Supplementation effects on sheep diet and weight on semi-desert range

TitleSupplementation effects on sheep diet and weight on semi-desert range
Publication TypeJournal Article
Year of Publication1990
AuthorsHamadeh S.K., Hulet, Clarence V., Rouda R.R., Holechek J.L
JournalSheep Research Journal
Volume6
Pagination6-13
Date Published1990
Abstract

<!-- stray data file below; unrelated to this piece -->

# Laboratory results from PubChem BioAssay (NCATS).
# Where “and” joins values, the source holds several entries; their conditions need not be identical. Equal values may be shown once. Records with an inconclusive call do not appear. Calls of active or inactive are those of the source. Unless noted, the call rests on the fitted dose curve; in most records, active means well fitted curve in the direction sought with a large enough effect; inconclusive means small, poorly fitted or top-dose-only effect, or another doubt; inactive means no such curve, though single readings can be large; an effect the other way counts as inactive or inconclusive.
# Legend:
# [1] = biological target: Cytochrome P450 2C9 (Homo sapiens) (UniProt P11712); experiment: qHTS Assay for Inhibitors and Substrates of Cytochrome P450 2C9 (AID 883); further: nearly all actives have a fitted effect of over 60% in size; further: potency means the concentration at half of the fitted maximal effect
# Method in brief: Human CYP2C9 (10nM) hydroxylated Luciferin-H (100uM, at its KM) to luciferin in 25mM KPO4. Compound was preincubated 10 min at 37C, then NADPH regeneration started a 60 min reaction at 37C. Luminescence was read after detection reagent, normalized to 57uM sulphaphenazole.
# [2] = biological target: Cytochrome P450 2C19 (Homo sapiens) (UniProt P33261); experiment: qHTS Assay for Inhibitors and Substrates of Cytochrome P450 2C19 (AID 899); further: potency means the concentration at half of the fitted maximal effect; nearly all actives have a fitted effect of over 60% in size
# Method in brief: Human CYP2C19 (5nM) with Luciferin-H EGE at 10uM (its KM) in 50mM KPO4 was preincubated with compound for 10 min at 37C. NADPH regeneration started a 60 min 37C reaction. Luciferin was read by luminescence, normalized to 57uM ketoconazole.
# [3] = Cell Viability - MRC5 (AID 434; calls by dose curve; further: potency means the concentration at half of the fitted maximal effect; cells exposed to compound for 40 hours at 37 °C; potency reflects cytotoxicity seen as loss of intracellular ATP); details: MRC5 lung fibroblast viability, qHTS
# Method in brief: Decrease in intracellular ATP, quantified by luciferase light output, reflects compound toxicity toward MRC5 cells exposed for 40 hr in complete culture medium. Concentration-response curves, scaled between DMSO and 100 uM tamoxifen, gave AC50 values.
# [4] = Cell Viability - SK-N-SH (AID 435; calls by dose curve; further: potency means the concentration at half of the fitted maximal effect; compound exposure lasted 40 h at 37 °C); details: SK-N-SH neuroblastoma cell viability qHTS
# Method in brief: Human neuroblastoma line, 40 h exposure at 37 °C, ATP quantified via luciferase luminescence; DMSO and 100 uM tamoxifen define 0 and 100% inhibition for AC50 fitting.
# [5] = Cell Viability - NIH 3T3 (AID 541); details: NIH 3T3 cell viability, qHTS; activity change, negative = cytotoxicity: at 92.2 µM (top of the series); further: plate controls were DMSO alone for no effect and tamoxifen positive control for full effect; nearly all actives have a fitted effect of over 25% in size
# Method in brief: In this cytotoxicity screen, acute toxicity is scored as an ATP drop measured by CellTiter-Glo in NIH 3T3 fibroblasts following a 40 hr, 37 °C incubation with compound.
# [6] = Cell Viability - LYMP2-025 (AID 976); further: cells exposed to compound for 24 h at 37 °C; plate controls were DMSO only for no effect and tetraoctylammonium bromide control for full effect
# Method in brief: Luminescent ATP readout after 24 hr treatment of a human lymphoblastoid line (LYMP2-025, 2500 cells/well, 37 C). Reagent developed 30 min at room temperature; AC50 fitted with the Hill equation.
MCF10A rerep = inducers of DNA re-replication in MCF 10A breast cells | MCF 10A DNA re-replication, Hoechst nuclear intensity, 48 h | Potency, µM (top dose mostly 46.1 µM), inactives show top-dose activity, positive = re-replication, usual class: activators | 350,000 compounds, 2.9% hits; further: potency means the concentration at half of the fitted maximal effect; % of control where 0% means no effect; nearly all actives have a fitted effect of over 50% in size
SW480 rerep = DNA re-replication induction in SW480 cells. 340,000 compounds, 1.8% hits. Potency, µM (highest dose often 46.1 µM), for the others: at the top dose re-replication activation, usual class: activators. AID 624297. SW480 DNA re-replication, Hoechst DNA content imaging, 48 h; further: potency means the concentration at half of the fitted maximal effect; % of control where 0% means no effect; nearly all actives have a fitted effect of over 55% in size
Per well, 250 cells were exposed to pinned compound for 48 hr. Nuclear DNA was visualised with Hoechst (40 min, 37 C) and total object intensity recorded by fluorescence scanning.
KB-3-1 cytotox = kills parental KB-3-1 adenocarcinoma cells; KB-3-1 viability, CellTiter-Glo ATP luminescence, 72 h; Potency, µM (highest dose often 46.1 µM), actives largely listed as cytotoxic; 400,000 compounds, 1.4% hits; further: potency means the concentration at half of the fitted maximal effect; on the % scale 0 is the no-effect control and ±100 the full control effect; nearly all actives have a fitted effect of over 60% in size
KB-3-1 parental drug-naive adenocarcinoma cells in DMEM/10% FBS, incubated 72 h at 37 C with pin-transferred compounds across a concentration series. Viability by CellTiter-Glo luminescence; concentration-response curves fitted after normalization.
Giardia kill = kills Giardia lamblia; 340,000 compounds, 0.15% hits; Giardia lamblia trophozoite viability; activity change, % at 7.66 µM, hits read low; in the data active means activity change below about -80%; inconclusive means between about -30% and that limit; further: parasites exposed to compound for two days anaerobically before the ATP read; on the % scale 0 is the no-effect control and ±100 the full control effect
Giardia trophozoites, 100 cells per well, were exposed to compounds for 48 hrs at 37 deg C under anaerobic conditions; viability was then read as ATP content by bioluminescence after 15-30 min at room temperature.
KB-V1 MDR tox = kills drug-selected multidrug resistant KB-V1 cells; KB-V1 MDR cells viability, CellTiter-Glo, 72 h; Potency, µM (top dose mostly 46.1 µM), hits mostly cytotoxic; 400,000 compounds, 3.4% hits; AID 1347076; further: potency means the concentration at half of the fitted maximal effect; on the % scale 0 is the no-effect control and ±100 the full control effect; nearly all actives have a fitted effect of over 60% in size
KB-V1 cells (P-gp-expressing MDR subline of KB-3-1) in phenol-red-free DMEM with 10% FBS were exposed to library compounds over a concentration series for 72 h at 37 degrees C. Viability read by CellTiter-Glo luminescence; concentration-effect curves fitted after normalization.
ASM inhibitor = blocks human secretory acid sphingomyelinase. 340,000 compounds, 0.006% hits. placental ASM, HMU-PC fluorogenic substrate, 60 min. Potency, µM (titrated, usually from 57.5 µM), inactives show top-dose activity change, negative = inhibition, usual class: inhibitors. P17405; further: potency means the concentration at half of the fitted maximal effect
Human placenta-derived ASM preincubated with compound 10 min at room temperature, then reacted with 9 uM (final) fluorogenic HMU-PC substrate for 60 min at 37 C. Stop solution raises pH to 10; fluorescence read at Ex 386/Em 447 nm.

Nutritive value of range forage can be inadequate for grazing livestock when forage is mature, during periods of drought or during critical livestock physiological stages. Supplementation has been a common practice to help correct nutritional deficiencies and improve livestock performance. Better productivity associated with supplementation of various classes of range livestock is well documented. Various studies concerning range livestock response to supplementation are reviewed by Allden (1981) and Holechek et al. (1989). Mechanisms by which supplementation improves livestock performance have been reviewed by Horn and McCollum (1987) and Petersen (1987). Diet selectivity can affect livestock nutritional status (Heady 1964). Holechek et al. (1989) reviewed various studies showing livestock vary their preference as the season progresses. Research evaluating the effects of protein supplementation on sheep diet, seasonal botanical composition and quality is unavailable for New Mexico rangelands.

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